Definition: A nudnik is a pest. When a child asks, 100 times an hour "are we there yet?" the child is being a nudnik. But nudnik is usually used for adults who constantly bother you with questions or demands. Do not confuse nudnik with patzer, which is someone who gives unwanted advice. Also do not confuse nudnik with noodzhe (or noodge) which is someone who tries to give you a little push, but might do it only once. Nor is a nudnik a kvetch - that's someone who complains all the time.
Pronunciation: Rhymes with "would Nick?"
Origin: Nudnik comes from Yiddish
Why use it? Because, as Leo Rosten said: "Yiddish is like every other language, only more so". Nudnik is just a great word for a particular kind of nagging pest.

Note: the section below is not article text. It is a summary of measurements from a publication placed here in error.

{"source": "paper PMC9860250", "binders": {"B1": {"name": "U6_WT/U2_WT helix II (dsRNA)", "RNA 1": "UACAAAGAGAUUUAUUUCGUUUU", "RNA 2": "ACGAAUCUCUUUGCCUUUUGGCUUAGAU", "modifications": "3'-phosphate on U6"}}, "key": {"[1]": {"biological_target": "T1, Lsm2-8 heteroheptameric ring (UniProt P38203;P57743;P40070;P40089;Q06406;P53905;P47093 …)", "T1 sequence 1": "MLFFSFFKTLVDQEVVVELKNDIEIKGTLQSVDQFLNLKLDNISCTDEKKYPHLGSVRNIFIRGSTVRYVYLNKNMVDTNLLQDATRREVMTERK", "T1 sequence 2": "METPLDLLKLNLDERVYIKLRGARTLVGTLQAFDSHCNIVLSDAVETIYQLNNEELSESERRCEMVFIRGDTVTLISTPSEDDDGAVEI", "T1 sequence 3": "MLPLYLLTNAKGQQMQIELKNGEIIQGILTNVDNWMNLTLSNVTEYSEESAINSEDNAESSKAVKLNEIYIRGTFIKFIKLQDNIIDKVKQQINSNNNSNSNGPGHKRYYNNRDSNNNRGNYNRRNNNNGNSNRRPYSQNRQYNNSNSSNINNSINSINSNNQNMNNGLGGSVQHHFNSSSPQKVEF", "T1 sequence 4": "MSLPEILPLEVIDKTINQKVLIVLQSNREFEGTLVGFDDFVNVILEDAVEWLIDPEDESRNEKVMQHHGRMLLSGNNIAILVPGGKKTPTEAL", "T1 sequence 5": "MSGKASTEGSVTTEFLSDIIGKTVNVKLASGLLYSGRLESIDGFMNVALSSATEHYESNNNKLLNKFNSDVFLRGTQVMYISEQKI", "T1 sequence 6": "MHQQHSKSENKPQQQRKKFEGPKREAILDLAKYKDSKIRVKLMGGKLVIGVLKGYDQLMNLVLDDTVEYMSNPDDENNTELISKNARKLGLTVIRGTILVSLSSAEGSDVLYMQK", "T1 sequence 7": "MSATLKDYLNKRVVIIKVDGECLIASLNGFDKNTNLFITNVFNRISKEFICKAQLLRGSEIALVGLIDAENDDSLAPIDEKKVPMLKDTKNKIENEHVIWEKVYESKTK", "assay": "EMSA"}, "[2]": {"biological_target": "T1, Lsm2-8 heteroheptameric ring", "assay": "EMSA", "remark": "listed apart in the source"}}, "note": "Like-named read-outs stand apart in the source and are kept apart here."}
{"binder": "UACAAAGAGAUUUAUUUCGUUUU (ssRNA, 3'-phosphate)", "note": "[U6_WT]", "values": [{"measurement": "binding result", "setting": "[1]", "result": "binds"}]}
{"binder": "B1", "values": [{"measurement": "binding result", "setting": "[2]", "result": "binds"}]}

Examples: There is a joke (of course!) A guy is traveling on a train with no drinks available. The woman across the aisle says, over and over and over and over, "Oy! Am I thirsty!" When the train comes to a stop, the guy dashes out of train, races to buy some water, rushes back in and gives it to her.
"Thank you" she says. "You're welcome". And he sits down hoping for some quiet but ....
"Oy! Was I thirsty!"
Sources: The Joys of Yiddish by Leo Rosten
Your turn: Should I define more Yiddish words?